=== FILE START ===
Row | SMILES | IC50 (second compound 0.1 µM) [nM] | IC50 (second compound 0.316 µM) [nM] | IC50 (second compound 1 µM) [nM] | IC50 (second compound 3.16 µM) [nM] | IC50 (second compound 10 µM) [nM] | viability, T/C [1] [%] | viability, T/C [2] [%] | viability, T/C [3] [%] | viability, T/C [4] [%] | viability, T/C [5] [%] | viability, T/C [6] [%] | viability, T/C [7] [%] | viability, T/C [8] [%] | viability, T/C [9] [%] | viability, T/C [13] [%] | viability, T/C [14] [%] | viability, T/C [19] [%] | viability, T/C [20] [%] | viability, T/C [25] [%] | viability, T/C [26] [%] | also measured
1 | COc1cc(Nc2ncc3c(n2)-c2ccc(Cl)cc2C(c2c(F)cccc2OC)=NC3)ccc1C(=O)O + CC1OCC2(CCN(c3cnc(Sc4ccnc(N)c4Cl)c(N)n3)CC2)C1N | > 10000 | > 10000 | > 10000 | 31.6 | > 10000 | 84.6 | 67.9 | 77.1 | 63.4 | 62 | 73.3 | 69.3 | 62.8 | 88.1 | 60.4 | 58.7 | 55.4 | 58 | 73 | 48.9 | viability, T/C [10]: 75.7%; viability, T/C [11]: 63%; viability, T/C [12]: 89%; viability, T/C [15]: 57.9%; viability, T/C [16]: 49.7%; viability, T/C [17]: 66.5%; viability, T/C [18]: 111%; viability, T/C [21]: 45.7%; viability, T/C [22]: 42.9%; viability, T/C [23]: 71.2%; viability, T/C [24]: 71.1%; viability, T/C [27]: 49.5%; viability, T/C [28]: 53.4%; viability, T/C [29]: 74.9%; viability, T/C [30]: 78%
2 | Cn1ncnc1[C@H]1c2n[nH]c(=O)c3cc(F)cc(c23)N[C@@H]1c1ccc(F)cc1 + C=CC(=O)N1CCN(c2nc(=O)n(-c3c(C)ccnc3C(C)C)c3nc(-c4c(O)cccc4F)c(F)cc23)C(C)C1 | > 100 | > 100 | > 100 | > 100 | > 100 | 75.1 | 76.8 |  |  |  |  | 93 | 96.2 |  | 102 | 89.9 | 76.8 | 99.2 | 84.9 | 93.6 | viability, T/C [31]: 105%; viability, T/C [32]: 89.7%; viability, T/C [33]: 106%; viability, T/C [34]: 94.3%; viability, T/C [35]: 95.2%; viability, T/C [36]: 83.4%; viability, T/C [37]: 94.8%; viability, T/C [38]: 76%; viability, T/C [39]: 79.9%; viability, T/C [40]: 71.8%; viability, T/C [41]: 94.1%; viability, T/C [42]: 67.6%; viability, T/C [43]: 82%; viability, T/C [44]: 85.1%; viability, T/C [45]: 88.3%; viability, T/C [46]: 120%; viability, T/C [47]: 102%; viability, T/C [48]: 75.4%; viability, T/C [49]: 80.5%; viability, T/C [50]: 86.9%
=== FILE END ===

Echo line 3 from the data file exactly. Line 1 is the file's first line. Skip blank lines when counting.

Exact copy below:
2 | Cn1ncnc1[C@H]1c2n[nH]c(=O)c3cc(F)cc(c23)N[C@@H]1c1ccc(F)cc1 + C=CC(=O)N1CCN(c2nc(=O)n(-c3c(C)ccnc3C(C)C)c3nc(-c4c(O)cccc4F)c(F)cc23)C(C)C1 | > 100 | > 100 | > 100 | > 100 | > 100 | 75.1 | 76.8 |  |  |  |  | 93 | 96.2 |  | 102 | 89.9 | 76.8 | 99.2 | 84.9 | 93.6 | viability, T/C [31]: 105%; viability, T/C [32]: 89.7%; viability, T/C [33]: 106%; viability, T/C [34]: 94.3%; viability, T/C [35]: 95.2%; viability, T/C [36]: 83.4%; viability, T/C [37]: 94.8%; viability, T/C [38]: 76%; viability, T/C [39]: 79.9%; viability, T/C [40]: 71.8%; viability, T/C [41]: 94.1%; viability, T/C [42]: 67.6%; viability, T/C [43]: 82%; viability, T/C [44]: 85.1%; viability, T/C [45]: 88.3%; viability, T/C [46]: 120%; viability, T/C [47]: 102%; viability, T/C [48]: 75.4%; viability, T/C [49]: 80.5%; viability, T/C [50]: 86.9%